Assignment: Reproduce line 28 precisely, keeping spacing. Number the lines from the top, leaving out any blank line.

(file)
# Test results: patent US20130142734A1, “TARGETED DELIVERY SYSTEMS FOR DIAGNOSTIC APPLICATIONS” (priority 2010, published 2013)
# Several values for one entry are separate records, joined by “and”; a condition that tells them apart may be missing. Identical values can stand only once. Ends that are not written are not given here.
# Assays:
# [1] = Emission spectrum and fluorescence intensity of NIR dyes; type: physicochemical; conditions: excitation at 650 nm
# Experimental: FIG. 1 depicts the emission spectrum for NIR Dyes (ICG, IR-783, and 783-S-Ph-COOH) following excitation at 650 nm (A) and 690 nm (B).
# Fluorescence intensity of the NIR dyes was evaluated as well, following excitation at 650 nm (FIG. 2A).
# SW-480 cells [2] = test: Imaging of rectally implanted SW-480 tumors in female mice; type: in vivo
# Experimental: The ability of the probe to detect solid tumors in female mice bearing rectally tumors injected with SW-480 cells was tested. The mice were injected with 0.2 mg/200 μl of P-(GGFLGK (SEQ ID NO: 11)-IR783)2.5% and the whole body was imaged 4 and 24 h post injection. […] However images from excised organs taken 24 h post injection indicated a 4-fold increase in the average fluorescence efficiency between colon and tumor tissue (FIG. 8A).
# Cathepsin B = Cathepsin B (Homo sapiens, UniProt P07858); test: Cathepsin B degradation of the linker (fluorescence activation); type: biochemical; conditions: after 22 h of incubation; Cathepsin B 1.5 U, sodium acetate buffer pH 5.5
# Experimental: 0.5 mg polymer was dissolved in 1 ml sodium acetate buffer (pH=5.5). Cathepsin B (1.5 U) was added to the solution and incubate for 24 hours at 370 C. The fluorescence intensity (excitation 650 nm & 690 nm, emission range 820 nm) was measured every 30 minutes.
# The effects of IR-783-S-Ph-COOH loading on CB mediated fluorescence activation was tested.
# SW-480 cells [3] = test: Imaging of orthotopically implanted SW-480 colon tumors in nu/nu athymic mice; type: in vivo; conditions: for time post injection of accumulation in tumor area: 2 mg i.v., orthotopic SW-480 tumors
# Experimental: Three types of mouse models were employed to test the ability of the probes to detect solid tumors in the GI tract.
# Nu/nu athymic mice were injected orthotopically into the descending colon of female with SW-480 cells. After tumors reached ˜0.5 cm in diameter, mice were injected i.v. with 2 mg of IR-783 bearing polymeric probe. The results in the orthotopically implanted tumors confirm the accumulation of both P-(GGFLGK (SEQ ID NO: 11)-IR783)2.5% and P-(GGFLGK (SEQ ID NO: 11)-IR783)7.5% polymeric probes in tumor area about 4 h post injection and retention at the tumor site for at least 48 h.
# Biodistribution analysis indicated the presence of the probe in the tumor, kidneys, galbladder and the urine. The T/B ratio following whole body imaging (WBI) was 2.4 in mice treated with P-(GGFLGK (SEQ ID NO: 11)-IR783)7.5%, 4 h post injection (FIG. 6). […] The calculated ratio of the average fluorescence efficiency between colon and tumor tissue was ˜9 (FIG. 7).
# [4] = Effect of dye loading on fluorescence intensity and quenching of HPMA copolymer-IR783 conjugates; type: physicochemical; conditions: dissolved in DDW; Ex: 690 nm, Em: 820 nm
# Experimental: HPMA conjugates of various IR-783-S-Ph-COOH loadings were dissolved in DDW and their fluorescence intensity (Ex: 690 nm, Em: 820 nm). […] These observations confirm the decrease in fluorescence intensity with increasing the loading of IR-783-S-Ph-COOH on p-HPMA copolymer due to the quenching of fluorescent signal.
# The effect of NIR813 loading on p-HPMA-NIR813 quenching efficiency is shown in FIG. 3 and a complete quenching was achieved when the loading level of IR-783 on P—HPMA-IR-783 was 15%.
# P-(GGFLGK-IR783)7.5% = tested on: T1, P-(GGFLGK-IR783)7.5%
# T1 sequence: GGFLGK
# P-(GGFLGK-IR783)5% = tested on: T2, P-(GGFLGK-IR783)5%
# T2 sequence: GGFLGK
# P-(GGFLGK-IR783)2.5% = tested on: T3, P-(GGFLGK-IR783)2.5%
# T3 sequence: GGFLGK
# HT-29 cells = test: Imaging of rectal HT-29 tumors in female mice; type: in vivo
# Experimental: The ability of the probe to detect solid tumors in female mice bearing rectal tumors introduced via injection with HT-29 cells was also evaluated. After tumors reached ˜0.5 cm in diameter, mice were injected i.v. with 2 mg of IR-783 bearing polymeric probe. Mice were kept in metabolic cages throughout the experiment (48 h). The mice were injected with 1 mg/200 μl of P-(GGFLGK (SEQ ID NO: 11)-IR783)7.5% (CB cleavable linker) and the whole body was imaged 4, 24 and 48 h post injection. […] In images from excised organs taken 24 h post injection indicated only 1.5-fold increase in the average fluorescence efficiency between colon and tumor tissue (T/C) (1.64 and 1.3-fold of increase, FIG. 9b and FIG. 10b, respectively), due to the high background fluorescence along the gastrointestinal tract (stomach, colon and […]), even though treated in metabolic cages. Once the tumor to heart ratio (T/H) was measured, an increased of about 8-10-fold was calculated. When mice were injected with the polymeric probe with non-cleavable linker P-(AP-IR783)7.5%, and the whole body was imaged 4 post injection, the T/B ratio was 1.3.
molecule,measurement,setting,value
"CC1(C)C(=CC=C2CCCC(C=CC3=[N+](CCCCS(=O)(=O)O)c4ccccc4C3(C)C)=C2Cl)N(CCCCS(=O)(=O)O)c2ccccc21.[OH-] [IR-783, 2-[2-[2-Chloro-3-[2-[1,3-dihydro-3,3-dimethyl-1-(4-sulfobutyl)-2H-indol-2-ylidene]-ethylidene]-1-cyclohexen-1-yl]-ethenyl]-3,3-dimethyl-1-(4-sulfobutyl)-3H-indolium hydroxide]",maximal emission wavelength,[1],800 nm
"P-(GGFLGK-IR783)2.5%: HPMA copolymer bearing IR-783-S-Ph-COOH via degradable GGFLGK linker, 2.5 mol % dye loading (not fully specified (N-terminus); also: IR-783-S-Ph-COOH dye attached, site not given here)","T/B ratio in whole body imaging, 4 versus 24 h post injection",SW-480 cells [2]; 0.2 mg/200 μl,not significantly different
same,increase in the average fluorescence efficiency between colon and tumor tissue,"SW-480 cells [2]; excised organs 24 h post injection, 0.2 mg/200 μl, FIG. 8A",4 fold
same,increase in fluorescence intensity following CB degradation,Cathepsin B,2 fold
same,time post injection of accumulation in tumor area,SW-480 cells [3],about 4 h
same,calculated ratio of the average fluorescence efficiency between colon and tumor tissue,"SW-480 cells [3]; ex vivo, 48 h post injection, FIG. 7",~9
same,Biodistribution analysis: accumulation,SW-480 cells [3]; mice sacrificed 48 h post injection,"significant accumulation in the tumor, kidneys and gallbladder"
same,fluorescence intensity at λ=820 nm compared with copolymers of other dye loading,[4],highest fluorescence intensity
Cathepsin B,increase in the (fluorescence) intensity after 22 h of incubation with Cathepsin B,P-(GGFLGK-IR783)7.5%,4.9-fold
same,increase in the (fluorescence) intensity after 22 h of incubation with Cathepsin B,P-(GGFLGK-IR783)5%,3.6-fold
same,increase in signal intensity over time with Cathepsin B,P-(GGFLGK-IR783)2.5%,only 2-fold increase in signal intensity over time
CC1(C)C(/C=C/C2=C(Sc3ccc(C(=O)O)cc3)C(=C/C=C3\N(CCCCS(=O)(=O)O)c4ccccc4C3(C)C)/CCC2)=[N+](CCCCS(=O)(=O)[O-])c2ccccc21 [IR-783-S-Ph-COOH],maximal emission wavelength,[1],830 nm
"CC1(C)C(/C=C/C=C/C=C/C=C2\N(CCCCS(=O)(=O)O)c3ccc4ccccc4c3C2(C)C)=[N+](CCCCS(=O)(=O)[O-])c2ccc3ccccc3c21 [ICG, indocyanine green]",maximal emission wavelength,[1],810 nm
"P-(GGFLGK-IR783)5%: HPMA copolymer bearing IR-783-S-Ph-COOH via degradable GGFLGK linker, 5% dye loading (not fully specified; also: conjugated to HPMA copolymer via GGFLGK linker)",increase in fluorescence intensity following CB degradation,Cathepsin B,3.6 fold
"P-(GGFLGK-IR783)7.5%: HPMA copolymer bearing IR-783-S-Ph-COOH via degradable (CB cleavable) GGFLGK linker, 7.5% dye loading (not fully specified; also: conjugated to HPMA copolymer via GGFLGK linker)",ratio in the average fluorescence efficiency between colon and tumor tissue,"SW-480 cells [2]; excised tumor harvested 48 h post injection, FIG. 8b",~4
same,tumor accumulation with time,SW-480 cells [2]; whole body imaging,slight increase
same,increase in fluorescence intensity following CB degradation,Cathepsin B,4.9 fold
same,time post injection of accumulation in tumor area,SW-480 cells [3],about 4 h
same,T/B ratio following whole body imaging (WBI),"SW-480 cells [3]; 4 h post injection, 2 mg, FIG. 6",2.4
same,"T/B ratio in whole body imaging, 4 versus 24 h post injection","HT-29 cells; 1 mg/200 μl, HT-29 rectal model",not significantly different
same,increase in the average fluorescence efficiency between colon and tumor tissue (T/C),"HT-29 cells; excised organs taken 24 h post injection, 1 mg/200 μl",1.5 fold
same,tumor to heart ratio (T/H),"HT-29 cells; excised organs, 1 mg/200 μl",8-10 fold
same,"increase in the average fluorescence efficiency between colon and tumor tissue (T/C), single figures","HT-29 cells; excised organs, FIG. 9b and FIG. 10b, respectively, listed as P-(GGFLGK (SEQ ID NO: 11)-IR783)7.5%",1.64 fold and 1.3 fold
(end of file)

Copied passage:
"CC1(C)C(=CC=C2CCCC(C=CC3=[N+](CCCCS(=O)(=O)O)c4ccccc4C3(C)C)=C2Cl)N(CCCCS(=O)(=O)O)c2ccccc21.[OH-] [IR-783, 2-[2-[2-Chloro-3-[2-[1,3-dihydro-3,3-dimethyl-1-(4-sulfobutyl)-2H-indol-2-ylidene]-ethylidene]-1-cyclohexen-1-yl]-ethenyl]-3,3-dimethyl-1-(4-sulfobutyl)-3H-indolium hydroxide]",maximal emission wavelength,[1],800 nm